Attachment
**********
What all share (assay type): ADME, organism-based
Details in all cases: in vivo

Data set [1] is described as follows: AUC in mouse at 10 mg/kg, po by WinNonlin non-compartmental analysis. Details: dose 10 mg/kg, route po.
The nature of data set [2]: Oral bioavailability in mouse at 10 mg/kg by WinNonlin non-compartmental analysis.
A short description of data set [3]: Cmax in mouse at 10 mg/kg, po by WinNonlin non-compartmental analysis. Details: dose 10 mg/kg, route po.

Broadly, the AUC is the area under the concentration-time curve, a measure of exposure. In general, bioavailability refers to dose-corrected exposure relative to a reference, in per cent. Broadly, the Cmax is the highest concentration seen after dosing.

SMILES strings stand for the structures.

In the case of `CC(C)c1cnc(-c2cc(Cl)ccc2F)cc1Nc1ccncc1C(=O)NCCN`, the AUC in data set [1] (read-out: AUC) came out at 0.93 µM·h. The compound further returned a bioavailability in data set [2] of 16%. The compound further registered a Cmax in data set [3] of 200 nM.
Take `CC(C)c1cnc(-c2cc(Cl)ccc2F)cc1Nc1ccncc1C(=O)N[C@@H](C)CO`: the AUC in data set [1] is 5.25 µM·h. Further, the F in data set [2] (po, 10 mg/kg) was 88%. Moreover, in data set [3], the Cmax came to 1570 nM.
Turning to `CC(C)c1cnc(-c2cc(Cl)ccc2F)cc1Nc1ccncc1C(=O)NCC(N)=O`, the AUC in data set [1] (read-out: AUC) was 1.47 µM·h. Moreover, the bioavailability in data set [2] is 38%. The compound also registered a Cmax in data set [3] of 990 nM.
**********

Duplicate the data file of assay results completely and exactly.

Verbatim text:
What all share (assay type): ADME, organism-based
Details in all cases: in vivo

Data set [1] is described as follows: AUC in mouse at 10 mg/kg, po by WinNonlin non-compartmental analysis. Details: dose 10 mg/kg, route po.
The nature of data set [2]: Oral bioavailability in mouse at 10 mg/kg by WinNonlin non-compartmental analysis.
A short description of data set [3]: Cmax in mouse at 10 mg/kg, po by WinNonlin non-compartmental analysis. Details: dose 10 mg/kg, route po.

Broadly, the AUC is the area under the concentration-time curve, a measure of exposure. In general, bioavailability refers to dose-corrected exposure relative to a reference, in per cent. Broadly, the Cmax is the highest concentration seen after dosing.

SMILES strings stand for the structures.

In the case of `CC(C)c1cnc(-c2cc(Cl)ccc2F)cc1Nc1ccncc1C(=O)NCCN`, the AUC in data set [1] (read-out: AUC) came out at 0.93 µM·h. The compound further returned a bioavailability in data set [2] of 16%. The compound further registered a Cmax in data set [3] of 200 nM.
Take `CC(C)c1cnc(-c2cc(Cl)ccc2F)cc1Nc1ccncc1C(=O)N[C@@H](C)CO`: the AUC in data set [1] is 5.25 µM·h. Further, the F in data set [2] (po, 10 mg/kg) was 88%. Moreover, in data set [3], the Cmax came to 1570 nM.
Turning to `CC(C)c1cnc(-c2cc(Cl)ccc2F)cc1Nc1ccncc1C(=O)NCC(N)=O`, the AUC in data set [1] (read-out: AUC) was 1.47 µM·h. Moreover, the bioavailability in data set [2] is 38%. The compound also registered a Cmax in data set [3] of 990 nM.